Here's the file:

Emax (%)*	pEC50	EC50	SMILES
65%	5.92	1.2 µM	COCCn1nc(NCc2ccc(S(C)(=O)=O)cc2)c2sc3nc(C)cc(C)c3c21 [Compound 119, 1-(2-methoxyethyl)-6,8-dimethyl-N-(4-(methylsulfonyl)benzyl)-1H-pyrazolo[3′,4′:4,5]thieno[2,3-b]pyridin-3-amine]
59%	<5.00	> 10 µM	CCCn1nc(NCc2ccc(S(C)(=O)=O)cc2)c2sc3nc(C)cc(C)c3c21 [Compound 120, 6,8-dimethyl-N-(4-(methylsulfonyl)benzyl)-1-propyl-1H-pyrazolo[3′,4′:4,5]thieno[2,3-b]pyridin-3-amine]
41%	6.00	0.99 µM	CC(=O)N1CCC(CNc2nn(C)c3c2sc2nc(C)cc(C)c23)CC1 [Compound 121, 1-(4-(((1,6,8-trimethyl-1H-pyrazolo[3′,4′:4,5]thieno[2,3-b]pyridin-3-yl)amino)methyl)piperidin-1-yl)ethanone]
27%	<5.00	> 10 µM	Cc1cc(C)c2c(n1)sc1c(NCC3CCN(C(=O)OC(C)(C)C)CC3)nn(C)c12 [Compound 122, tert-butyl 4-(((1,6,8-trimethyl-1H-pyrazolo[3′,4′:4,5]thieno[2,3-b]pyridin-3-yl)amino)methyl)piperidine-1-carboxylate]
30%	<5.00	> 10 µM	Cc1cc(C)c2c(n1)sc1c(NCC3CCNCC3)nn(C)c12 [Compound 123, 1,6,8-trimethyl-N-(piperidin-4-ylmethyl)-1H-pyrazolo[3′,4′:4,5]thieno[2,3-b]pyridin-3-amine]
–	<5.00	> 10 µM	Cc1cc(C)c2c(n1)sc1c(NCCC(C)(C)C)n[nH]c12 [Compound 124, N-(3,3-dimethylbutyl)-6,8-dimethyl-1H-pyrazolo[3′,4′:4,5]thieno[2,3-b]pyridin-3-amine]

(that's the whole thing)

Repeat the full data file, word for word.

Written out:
Emax (%)*	pEC50	EC50	SMILES
65%	5.92	1.2 µM	COCCn1nc(NCc2ccc(S(C)(=O)=O)cc2)c2sc3nc(C)cc(C)c3c21 [Compound 119, 1-(2-methoxyethyl)-6,8-dimethyl-N-(4-(methylsulfonyl)benzyl)-1H-pyrazolo[3′,4′:4,5]thieno[2,3-b]pyridin-3-amine]
59%	<5.00	> 10 µM	CCCn1nc(NCc2ccc(S(C)(=O)=O)cc2)c2sc3nc(C)cc(C)c3c21 [Compound 120, 6,8-dimethyl-N-(4-(methylsulfonyl)benzyl)-1-propyl-1H-pyrazolo[3′,4′:4,5]thieno[2,3-b]pyridin-3-amine]
41%	6.00	0.99 µM	CC(=O)N1CCC(CNc2nn(C)c3c2sc2nc(C)cc(C)c23)CC1 [Compound 121, 1-(4-(((1,6,8-trimethyl-1H-pyrazolo[3′,4′:4,5]thieno[2,3-b]pyridin-3-yl)amino)methyl)piperidin-1-yl)ethanone]
27%	<5.00	> 10 µM	Cc1cc(C)c2c(n1)sc1c(NCC3CCN(C(=O)OC(C)(C)C)CC3)nn(C)c12 [Compound 122, tert-butyl 4-(((1,6,8-trimethyl-1H-pyrazolo[3′,4′:4,5]thieno[2,3-b]pyridin-3-yl)amino)methyl)piperidine-1-carboxylate]
30%	<5.00	> 10 µM	Cc1cc(C)c2c(n1)sc1c(NCC3CCNCC3)nn(C)c12 [Compound 123, 1,6,8-trimethyl-N-(piperidin-4-ylmethyl)-1H-pyrazolo[3′,4′:4,5]thieno[2,3-b]pyridin-3-amine]
–	<5.00	> 10 µM	Cc1cc(C)c2c(n1)sc1c(NCCC(C)(C)C)n[nH]c12 [Compound 124, N-(3,3-dimethylbutyl)-6,8-dimethyl-1H-pyrazolo[3′,4′:4,5]thieno[2,3-b]pyridin-3-amine]